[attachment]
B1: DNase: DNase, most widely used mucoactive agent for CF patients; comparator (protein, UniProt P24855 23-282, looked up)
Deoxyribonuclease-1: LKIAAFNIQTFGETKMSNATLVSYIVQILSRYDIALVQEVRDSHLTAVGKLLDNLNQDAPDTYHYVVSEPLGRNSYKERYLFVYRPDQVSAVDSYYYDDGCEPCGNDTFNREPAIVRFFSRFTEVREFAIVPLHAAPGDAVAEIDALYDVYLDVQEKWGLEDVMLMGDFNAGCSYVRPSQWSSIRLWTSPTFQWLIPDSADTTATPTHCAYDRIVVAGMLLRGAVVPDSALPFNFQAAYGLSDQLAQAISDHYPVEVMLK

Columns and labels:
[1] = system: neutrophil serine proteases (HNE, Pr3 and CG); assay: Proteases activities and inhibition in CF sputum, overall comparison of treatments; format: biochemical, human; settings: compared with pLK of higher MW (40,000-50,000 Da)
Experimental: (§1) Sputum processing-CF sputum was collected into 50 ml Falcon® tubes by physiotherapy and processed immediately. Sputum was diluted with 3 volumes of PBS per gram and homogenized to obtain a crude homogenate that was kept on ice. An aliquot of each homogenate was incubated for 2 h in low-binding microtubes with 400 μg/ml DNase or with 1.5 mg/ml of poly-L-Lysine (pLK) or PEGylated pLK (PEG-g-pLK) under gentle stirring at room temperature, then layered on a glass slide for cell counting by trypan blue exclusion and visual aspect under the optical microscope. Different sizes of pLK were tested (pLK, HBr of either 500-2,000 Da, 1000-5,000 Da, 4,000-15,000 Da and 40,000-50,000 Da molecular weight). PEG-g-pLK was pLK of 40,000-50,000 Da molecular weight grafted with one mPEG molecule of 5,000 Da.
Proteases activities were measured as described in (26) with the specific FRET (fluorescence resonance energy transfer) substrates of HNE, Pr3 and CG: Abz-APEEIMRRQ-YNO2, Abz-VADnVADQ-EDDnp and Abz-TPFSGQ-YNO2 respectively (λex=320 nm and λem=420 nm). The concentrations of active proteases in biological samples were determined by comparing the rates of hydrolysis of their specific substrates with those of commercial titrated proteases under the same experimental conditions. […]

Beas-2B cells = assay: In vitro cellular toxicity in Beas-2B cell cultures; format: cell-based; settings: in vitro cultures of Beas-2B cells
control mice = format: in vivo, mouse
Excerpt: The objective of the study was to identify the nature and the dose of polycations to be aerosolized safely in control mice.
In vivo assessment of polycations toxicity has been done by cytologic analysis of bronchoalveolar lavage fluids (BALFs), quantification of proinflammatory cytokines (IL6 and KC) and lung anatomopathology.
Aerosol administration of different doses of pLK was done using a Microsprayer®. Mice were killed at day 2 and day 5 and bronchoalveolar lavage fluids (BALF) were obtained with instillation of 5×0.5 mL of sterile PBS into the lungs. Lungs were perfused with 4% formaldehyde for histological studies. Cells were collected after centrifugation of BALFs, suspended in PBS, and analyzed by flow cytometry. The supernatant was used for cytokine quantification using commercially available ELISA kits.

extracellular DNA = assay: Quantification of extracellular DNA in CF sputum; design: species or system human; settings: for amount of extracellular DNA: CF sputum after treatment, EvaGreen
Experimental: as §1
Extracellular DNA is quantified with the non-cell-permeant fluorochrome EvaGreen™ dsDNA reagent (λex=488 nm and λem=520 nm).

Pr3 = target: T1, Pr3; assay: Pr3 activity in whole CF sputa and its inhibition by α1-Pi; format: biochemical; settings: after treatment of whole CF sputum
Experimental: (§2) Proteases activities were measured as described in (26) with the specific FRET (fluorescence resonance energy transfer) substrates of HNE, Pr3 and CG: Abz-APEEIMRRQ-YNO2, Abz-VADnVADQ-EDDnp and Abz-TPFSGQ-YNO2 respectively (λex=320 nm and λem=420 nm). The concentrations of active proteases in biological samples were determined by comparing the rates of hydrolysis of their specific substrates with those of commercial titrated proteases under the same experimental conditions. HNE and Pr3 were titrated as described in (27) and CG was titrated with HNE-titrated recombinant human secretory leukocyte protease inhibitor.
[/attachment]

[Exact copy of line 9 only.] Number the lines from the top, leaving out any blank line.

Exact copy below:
Excerpt: The objective of the study was to identify the nature and the dose of polycations to be aerosolized safely in control mice.